1. A place (seaport or airport) where people and merchandise can enter or leave a country.
2. An opening (in a wall or ship or armored vehicle) for firing through; SYN. embrasure, porthole.
Point where goods are loaded or unloaded from a water-based to a land-based form of transport. Most ports are coastal, though inland ports on rivers also exist. Ports often have specialized equipment to handle cargo in large quantities (for example, container or roll-on/roll-off facilities).
Historically, ports have been important growth poles from which the transport networks of many colonial and trading countries developed, as in Nigeria. Ports with deep-water berths can accommodate large modern shipping; for example, the port of Rotterdam. See also airport.
1. An interface through which data is transferred between a computer and other devices (such as a printer, mouse, keyboard, or monitor), a network, or a direct connection to another computer. The port appears to the CPU as one or more memory addresses that it can use to send or receive data. Specialized hardware, such as in an add-on circuit board, places data from the device in the memory addresses and sends data from the memory addresses to the device. Ports may also be dedicated solely to input or to output. Ports typically accept a particular type of plug used for a specific purpose. For example, a serial data port, a keyboard, and a high-speed network port all use different connectors, so it’s not possible to plug a cable into the wrong port. Also called: input/output port.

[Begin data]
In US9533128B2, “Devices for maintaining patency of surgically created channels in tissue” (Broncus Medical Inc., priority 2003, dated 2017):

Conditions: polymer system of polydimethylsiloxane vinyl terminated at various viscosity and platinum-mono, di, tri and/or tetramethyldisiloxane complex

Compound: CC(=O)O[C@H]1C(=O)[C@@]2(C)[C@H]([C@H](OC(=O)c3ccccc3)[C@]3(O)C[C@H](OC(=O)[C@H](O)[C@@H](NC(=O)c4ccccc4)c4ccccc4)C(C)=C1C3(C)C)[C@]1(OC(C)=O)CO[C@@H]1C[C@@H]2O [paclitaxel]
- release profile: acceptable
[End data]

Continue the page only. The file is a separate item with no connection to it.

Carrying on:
2. port number.
In computing, a socket that enables a computer processor to communicate with an external device. It may be an input port (such as a joystick port), or an output port (such as a printer port), or both (an i/o port).
Microcomputers may provide ports for cartridges, televisions and/or monitors, printers, and modems, and sometimes for hard discs and musical instruments (MIDI, the musical-instrument digital interface). Ports may be serial or parallel.A signal input (access) or output point on a computer.
Sweet red, tawny, or white dessert wine, fortified with brandy, made from grapes grown in the Douro basin of Portugal and exported from Oporto, hence the name.Sweet dark-red dessert wine originally from Portugal; SYN. port wine.
1. To change a program in order to be able to run it on a different computer.
2. To move documents, graphics, and other files from one computer to another.
3. To translate (software) into a version for another computer or operating system